BOSTON For Kevin Youkilis, the final month of the Red Sox season, was painful.No surprise, given his season was cut short by injury, while his team went 7-20 in September, bringing to fruition the worst collapse in baseball history.It was painful, literally and figuratively, I think, said the Sox third baseman Thursday night, before a charity event for his Youks Kids organization.But the good thing is thats the past and you can correct it. You cant correct injuries and stuff like that now. That happened. You cant worry about that. What I got to worry about now, and all my teammates have to worry about, is just going out and coming together and playing hard . . . I think thats the whole thing, coming together in spring training and just working on the same goal, winning a World Series. Every guys just got to take care of themselves, and just get themselves better each and every day.While much has been said and written about the need to change the culture in the Sox clubhouse, Youkilis acknowledged the attitude permeating the team for most of the season was less than desirable.I definitely didnt think we had the best vibe in the clubhouse, he said. It was very different, and it was noticeable early. But when you win, winning heals all the wounds. But we definitely didn't have the right attitude in a lot of ways . . . Sometimes it just snowballed out of control.We were worrying about things that we shouldn't have been worrying about and not playing the game of baseball. So I think this year, with the coaching staff that's coming back, they saw things too that we can change. We're going to all can sit down and talk about it and basically, play the game. Thats the whole key, is just playing the game and not worrying about other stuff and the media hype and things that are going on. Because if you get up to going crazy with that stuff, it's going to eat you all up. But if you just play the game, not worry, not read what's put out there, everything that's said, it handles itself."Youkilis was caught off guard from some of the fallout that resulted from the teams epic collapse.I was surprised more along the public things that were said and people coming up with stories and no sources, stuff like that, he said. That kind of hurt me the most. But thats stuff you cant control. And it kind of seemed like it was a witch hunt. What player is doing this, what player did that wrong. Were a team. We lose as a team and we all failed. There wasnt one player that didnt fail because we lost, and we all failed. So were going to make a difference this year and that difference is going to be winning. And were going to go out there and win and hopefully start out winning a lot earlier this year. Last year was a little tough at the beginning.Of the teams offseason moves, the one that has surprised him the most was the trade of shortstop Marco Scutaro to Colorado.I was surprised and disappointed personally abut Marco getting traded but thats more of a personal issue to me because hes right next to me at my locker, Youkilis said. But on the other end too one of the positives one of my really close friends, Nick Punto we got. So kind of mixed emotions there, and he might be the starting shortstop or Mike Aviles. But I think we got a great team. And its kind of great that were not counted to be the team thats going to win 120 games. So I think its kind of fun to watch these other teams with Albert Pujols going to Anaheim and now Prince Fielder going to Detroit and all the hype. So if we can keep the hype off us and just keep the hype on winning ballgames during the year, thats going to be the good hype.Youkilis said he has met with the Sox medical staff and is fully recovered from the sports hernia surgery that cut his season short."I'm doing great, feeling good," He said. Ive met with all the medical staff here, the new medical staff, its very cool to meet a lot of new people, were definitely going in the right direction, Ive been cleared to do. For the past two weeks, I've felt great, my whole body. Little things here and there, that this time of year, you have to get going and ramp it up. So I've started to ramp up as much as I can, and I feel great, healthy, lifting with no restrictions.My rehab was pretty much over when I left Boston. There was little things I had to do, and I continue to do, and I keep continuing to do, like core activities because when you have a sports hernia, you got to make sure . . . Definitely doing that.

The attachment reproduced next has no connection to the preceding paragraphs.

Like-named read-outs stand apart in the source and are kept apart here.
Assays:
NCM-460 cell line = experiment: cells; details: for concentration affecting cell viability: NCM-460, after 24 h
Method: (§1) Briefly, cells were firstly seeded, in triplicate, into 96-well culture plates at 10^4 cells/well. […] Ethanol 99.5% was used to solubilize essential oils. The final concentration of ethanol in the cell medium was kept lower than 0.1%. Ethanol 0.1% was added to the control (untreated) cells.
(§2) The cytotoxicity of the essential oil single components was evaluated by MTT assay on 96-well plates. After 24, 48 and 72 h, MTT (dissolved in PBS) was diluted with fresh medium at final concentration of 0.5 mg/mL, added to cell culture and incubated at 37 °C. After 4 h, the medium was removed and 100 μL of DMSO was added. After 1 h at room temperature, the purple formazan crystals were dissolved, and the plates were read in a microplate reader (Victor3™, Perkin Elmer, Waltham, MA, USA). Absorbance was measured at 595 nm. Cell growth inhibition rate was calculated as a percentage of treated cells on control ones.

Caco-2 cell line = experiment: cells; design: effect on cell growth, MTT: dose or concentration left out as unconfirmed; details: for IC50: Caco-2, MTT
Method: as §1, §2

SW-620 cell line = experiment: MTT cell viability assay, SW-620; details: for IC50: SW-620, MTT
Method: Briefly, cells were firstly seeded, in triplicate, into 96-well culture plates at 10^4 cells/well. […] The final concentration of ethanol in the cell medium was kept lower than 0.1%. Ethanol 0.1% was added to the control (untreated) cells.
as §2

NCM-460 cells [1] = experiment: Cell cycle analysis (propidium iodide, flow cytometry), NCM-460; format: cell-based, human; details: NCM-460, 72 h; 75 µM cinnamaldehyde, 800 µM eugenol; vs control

PITTSBURGH -- John Tumpane can't explain why he approached the woman as she hopped over the railing of the Roberto Clemente Bridge on Wednesday afternoon.